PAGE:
NEW DELHI/PATIALA: Amashray Singh, 47, is a worried man. He used to work as a mechanic at a Delhi-based garments factory, Sardar Silk House, till November 2016. In December, a month after the Centre announced demonetisation, he was given three months’ salary and told to go home.
“I belong to Hapur in Uttar Pradesh and needed this job desperately for there is nothing much back home. They said go home to your village and we will call you once things improve and start getting enough orders. But that has not happened,” said Singh.
Demonetisation saw many factories, small and large, shedding workers. A global and domestic demand slowdown kept capacity utilisation low, while the introduction of a well-intentioned but chaotically introduced Goods and Services Tax, imposed more compliance burdens on small companies.
“All in all, it reduced jobs, especially in the informal sector,” said Biswajit Dhar of Jawaharlal Nehru University’s Centre for Economic Studies and Planning.
Singh managed to find a part-time job in a copper wire cutting unit at half the salary he used to earn.
“But the work is back-breaking and this unit is an illegal one. Any day, it may be shut down by the municipal corporation. If that happens I do not know what to do, I have children to bring up, mortgages on my field taken for my sisters’ weddings to pay off, an aged father to look after and my monthly earnings have halved to Rs 15,000,” he said.
“I still stay in touch with my original owners. They are good people, but they too are helpless. Export orders which was the life-blood of the factory have dried up,” Singh said.
Loss of jobs has been a negative in the current government’s report card. From small factories and export units to large airlines like Jet Airways and Kingfisher to software giants, the news is dismal. Even the educated are finding it hard to get jobs and there is resentment.
How painful has been the impact can be gauged from the life of Harvinder Singh, 24, of Sangrur in Punjab. He completed his BTech from Bhai Gurudas Group of Institutions in his home town two years back and is still jobless. Today, he works in a sugarcane field along with his father just two kilometers from his college.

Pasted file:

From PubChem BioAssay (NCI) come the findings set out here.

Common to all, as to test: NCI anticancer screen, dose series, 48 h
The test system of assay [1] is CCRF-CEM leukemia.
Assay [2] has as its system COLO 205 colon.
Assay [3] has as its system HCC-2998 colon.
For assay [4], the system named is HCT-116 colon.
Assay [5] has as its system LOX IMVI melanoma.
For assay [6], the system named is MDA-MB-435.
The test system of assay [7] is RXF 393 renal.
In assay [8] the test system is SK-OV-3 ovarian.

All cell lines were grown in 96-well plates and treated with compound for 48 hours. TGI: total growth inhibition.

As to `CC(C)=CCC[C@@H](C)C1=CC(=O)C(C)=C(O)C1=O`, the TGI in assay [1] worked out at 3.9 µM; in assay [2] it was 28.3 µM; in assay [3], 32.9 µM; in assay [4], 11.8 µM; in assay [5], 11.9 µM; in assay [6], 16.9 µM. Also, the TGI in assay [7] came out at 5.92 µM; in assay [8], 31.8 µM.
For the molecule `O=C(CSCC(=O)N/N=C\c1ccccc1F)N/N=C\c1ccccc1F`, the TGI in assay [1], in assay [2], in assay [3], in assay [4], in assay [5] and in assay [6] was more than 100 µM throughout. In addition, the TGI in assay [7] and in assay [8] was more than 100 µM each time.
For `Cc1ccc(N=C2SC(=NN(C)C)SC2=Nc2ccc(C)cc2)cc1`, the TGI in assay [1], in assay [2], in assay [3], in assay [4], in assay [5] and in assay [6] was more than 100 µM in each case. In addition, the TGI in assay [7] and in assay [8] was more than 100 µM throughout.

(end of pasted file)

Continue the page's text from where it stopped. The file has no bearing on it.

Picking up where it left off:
“I applied for jobs both in the public and private sector but didn’t get any. My father spent `10 lakh on my education and here I am, working in a farm. Some of my friends went abroad, seeking greener pastures, and are working at petrol pumps,” Singh said.
Japleen Kaur, 25, who completed BBA and then a computer course, said she cannot even find the job of a receptionist. “There are no jobs. A telecom firm advertised for five persons at a salary of Rs 5000 per month. There were over 100 applicants and I could not qualify,” said Kaur, a mother of a two-year-old daughter in Patiala.
Cold statistics put out by the privately-run Centre for Monitoring India Economy as well as data leaked from the Government’s National Sample Survey Office indicate that job losses have risen to an all-time high.
While the CMIE data said that in 2018, the number of unemployed increased by 11 million people, with the unemployment rate surging to 7.4% in December 2018, the leaked NSSO data, which the Government has not acknowledged officially, said unemployment hit a record 6.1% in 2017-18, a 45-year peak.
Added to this is the continued chatter about layoffs in the information technology sector, a big employer of science and engineering graduates. Last year, about 56,000 software personnel were laid off by India’s largest IT firms as the increasing use of artificial intelligence (AI) and Internet of Things (IoT) made many jobs redundant.
More job losses in this sector are expected this year unless the global economy picks up, adding to the government’s worry of highly-skilled unemployed persons thronging the labour market.
Prime Minister Narendra Modi has often spoken about India’s demographic dividend with an average age projected at 29 by 2020, one of the lowest in the world. But the inability to create jobs means that this dividend may well result in social instability as an estimated 1.2-1.5 crore young Indians
join the ranks of job seekers every year.
The social impact of the sharp decline in job growth is scary.
“Slowing job growth can be disastrous for society. It will not only widen the economic gap within society, but it will also deepen social friction and cause tears in our social fabric, possibly leading to greater violence and political chaos,” said Neshat Quaiser, former head of the department of sociology at Jamia Millia Islamia.
The Government sector, too, hasn’t been adding many jobs. A reply by Minister of State in the PM’s Office, Jitendra Singh, to a Rajya Sabha question earlier this year showed that the number of candidates recommended by the Union Public Service Commission, Staff Selection Commission and Railway Recruitment Boards have been coming down in the last three years from 1,11,807 in 2015-16 to 1,00,933 in 2016-17 to 76,147 in 2017-18.
Economists say there is no silver bullet to solve the jobs conundrum.
“On employment creation, studies have shown a steady decline in labour intensity in Indian manufacturing. In 2000-01, over two-thirds of our exports were labour intensive and now almost 50% of the exports are capital intensive,” said M Govinda Rao, a former member of Prime Minister’s Economic Advisory Council.
“The new government will have to focus on an economic agenda without much loss of time, whichever party or a coalition of parties comes to power. The two most pressing issues are growth acceleration, and creation of productive employment,” Rao said.